Understanding the wide range of thinking about inequality is also essential to imagining strategies to address it. If one begins with a relatively narrow view of what inequality is and how it comes about, then the range of solutions for addressing it will be just as narrow and limited. While a distributional lens would point to solutions that focus on how the initial resources are distributed, solutions in a relational account would focus on the structure and qualities of relations. David Grusky and Ravi Kanbur similarly argue for the importance of theoretical and conceptual pluralism in regard to the study of inequality and poverty, noting that “pressing problems of policy cannot be adequately addressed without first making conceptual advances.”vi If the goal is to reduce social and economic inequalities, we must first understand the multifaceted complexity and depth of the problem at hand from different conceptual positions.
While both approaches are acknowledged by inequality scholars, the distributional way of thinking about and examining inequality is dominant largely because of the relative ease with which we can match individual-level distributional explanations to the individual-level data is used to investigate inequalities. However, more relational understandings of the constitutive power of relations and the importance of position and relative position can also be obtained from this type of data.
Applying a relational lens
In my work, I use a relational perspective to examine how schools create unequal citizens. The approach I take differs from most work on how education matters for political inequality, which focuses on the civic goods schools distribute, such as cognitive abilities, practical skills, or knowledge of the political system. I shift attention from such distributive dynamics to the ways schools function as sites for direct experiences of civic relations. It is at the schoolhouse that most individuals have their first, formative experiences of public membership, institutional rules, forms of authority, and peer groups of putative equals. Thus, rather than asking how schools allocate “things,” such as skills and knowledge, I pursue a theoretical and empirical account of how schools work to organize political relations, position students differently within these relations and, as a result, provide students with experiences that set them on paths toward different modes of citizenship.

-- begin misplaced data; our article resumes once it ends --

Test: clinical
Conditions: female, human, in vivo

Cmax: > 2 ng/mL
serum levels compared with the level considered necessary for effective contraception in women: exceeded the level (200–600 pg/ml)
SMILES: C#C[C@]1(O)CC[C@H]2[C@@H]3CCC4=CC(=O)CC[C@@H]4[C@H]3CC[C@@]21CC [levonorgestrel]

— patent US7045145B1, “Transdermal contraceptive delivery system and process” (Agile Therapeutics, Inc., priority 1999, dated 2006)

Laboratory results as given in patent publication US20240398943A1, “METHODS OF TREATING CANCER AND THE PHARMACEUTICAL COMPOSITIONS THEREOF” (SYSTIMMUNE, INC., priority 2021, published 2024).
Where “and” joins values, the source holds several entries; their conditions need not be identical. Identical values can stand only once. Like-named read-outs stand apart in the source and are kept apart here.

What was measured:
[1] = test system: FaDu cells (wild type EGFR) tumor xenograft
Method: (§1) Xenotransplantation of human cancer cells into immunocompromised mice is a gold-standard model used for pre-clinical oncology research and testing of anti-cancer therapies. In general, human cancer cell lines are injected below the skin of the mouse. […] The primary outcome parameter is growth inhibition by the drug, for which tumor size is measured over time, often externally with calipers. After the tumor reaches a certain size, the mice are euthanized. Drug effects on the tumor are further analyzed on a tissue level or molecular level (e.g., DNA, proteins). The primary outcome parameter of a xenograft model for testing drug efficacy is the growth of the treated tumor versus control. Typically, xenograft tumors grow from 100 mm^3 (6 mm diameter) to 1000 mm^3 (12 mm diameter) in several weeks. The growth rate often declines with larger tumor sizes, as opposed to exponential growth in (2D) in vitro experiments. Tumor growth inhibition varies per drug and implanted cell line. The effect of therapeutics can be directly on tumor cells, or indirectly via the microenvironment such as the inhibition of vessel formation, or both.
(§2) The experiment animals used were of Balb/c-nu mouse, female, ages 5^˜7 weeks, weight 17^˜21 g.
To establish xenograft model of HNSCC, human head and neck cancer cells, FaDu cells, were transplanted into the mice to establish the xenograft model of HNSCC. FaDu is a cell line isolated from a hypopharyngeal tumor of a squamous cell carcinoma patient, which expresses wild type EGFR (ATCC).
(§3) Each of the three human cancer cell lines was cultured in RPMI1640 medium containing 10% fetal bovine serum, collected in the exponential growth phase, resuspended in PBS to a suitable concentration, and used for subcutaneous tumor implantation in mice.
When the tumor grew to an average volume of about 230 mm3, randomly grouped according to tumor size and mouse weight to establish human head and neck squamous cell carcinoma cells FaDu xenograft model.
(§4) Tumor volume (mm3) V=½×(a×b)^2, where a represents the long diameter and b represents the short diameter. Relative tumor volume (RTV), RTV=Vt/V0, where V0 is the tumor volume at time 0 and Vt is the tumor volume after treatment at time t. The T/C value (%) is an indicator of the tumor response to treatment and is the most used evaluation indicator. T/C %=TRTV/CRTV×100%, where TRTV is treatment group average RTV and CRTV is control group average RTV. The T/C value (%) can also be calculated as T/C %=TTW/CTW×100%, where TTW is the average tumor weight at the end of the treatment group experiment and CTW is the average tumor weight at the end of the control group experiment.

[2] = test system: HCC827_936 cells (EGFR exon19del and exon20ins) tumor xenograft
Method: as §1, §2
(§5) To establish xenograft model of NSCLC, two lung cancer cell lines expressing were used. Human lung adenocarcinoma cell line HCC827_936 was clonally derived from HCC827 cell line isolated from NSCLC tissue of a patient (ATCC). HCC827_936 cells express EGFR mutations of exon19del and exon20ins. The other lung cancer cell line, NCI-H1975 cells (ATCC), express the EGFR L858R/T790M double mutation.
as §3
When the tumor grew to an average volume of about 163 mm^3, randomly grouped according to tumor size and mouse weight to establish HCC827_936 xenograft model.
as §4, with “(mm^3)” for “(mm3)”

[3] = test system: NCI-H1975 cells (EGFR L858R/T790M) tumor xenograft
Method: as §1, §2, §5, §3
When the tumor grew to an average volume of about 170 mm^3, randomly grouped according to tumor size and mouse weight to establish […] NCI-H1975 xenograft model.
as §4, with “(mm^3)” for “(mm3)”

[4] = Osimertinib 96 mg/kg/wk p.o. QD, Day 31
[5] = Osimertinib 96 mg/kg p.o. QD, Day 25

In a recent papervii, my colleague Joe Soss and I use this relational understanding of inequality and connect it with the recent turn toward meso-level analysis in citizenship studies. In doing so, we develop a novel account of how schools construct citizens and position them in the polity. Building on this theoretical intervention, our paper presents an empirical analysis of how students’ school experiences matter for later societal incorporation, attitudes toward government, and patterns of civic and political engagement. Rather than study how dynamic school relations unfold in a direct manner (for example, through ethnographic observation in school settings) we pursue an empirical strategy James Coleman formulatedviii and urged scholars to adopt as early as 1958. Taking up Coleman’s challenge, we show how statistical analyses of survey data (a method based on distributions) can be used to illuminate and test theoretical claims regarding relational inequalities in school organizations. Drawing on Add Healthix, a nationally representative panel dataset, we observe six types of student experiences with school-based relations: encounters with schools as organized cultural contexts; encounters with the rules and environmental features that structure schools as political contexts; personal experiences of being targeted by disciplinary uses of official authority; subjective perceptions of whether, in general, school officials use their authority fairly; objective levels of integration into organized, peer-participation school activities; and subjective perceptions of inclusion vs. marginalization in the school community.
We first examine how racial relations intersect with relations of gender and class to position students in schools and define their experiences of school relations. We then turn to a more complex analysis of the direct and indirect paths that connect formative school experiences to later patterns of civic and political engagement among young adults. Putting the two halves of our analysis together, we find strong evidence that students who occupy more subordinate positions in social relations are more likely to have formative school experiences that channel them toward subordinate and marginalized positions in civic and political life. For example, we find that black students are substantially more likely to have negative experiences in their vertical relations with school authorities. They have a 57 percent greater chance of being singled out for punishments, such as suspensions and expulsions, than their white counterparts. They are also 28 percent more likely than white students to perceive teachers as unfair in their treatment of students in general. In analyses examining these experiences’ impact, we find both reduce the likelihood that young adults will participate civically and result in lower levels of trust in government.